Credit Default Swaps were meant to spread risk and avoid concentration of exposure. Clearly this has not happened, the CDS situation has played out the way I thought it would. If you sell insurance you need to ensure you are able to pay when an "event" occurs. If you ignore this rule or used "assets" to show you could pay up then when a day of reckoning arrives you have to either hold your hand up and go broke or sell assets. If the sellers of insurance are now facing the possibility of a widening of credit tightening to the industrial and service sectors of the economy the selling of assets will continue. Eventually we get a default on a default event. I suspect that day is not far off.

Consequently the Collection Agency is now positioning for an imminent systemic global meltdown of banking, credit and insurance liabilities and the destruction of the ability to carry out normal trade.

Why so dramatic? Because the World's Central Banks combined are no better off the Iceland. They do not have the reserves or "assets" to cover the total liabilities of the CDS market, let alone the total of outstanding OTC derivatives:


Bank of International Settlements

Remember these are liabilities that belong to the Banks; a failure of one market will automatically cause a collapse in all the others. The 2 currencies that dominate the world are the Yen and the Dollar:


Courtesy of Stockcharts.com

The chart above uses the Euro as a baseline and shows the +/- movement of the Dollar, Yen, Sterling and the Dow. I fully suspect the current moves are preparation for a currency crisis and shows demand for the 2 most liquid currencies in the world as the unwinding and de-leveraging of global trades intensifies. I expect this trend to continue until the "credit crisis" is resolved. Indeed as far as I am concerned the term credit crisis no longer accurately describes the current situation. We are facing the recentralization of wealth, away from the global economy and back to the Government/Banker complex. Why do they need cash? To pay liabilities and ensure enough cash is at hand to avoid using credit in the future. In a deflationary depression those holding cash need not invest to get wealthier, the asset itself appreciates.

Finally for this week I continue to see calls for massive intervention to over-ride free market mechanisms. Such calls are justified because "its different this time" the events are so big, the fallout so enormous that Governments must act in a coordinated manner to overcome the threat. So just to remind readers, this is not different this time, we are seeing the same results from an over-expansion of credit and lax lending as the US did in '29-39. We are seeing the same attempts using the same methods to fix the problem as we did back then. The only difference is the size of the current crash when compared to the '30s.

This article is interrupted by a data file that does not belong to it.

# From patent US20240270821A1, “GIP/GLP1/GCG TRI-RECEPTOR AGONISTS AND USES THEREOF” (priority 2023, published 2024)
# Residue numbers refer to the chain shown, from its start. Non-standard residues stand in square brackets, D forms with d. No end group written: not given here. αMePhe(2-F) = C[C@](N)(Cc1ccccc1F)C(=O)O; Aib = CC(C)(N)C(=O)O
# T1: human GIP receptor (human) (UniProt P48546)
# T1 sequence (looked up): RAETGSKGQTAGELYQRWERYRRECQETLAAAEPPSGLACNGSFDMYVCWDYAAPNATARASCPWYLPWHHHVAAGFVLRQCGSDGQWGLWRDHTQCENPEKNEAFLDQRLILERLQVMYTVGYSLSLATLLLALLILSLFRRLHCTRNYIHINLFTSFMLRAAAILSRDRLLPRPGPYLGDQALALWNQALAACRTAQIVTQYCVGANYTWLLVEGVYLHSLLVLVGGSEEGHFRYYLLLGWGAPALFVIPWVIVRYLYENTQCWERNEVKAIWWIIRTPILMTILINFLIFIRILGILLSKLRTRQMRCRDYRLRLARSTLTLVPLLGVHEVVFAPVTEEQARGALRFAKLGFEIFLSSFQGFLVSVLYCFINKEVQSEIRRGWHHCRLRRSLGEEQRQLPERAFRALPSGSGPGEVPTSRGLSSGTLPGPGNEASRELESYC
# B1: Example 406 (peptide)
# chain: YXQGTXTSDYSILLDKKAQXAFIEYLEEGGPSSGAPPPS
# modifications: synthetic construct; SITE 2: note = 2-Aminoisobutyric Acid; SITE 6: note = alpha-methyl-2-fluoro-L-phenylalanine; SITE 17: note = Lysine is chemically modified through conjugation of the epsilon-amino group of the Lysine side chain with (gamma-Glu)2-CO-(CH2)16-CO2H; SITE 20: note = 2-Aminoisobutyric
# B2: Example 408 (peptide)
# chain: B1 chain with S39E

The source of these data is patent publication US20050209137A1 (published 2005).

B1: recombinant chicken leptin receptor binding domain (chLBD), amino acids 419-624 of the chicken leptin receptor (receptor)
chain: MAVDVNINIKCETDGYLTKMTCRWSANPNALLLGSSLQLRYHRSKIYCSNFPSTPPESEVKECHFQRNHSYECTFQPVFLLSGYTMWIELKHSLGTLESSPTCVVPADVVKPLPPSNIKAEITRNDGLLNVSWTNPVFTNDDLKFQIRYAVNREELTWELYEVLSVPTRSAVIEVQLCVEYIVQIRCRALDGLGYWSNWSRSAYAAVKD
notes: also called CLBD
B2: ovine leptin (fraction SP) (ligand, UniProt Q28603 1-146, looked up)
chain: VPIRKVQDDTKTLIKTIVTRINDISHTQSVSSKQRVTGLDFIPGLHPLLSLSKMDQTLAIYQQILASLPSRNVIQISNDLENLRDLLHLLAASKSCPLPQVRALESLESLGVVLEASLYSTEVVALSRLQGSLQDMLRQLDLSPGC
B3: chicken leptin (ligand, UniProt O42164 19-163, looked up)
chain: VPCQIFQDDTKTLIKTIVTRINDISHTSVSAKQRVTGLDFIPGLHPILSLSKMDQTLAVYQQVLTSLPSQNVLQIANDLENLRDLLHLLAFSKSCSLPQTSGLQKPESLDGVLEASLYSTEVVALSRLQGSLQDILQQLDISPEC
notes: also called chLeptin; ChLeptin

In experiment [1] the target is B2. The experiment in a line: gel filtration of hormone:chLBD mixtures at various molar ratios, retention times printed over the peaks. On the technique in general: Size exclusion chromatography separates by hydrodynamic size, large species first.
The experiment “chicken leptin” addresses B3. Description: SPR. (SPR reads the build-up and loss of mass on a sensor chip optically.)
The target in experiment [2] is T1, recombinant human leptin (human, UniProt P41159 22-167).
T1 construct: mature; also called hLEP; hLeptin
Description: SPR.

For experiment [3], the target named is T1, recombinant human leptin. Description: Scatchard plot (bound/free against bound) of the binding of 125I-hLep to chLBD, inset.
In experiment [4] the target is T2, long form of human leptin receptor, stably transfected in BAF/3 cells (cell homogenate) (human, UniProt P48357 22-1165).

It didn't work then and it will not work now. The only reason the US pulled out of the depression in the '30s was thanks to WW2 and the increase in demand that caused. Whilst I am not advocating WW3 as a cure, it will take a similar large scale, global increase in demand to allow business to recover. The hope would be that by the time of the next recovery the use of credit for expansion and consumption will no longer be tolerated.

In the meantime, get rid of debt, save cash and stop spending on anything that is not essential. The Governments of the world and their shills will try and tell you to do otherwise, as they did post 9/11, in an attempt to encourage profligate consumer spending. We are now living with the results of that wish, that patriotic demand. Now is not the time to fall for such rhetoric again.

Saving is the new "investing". Just make sure the savings are safe.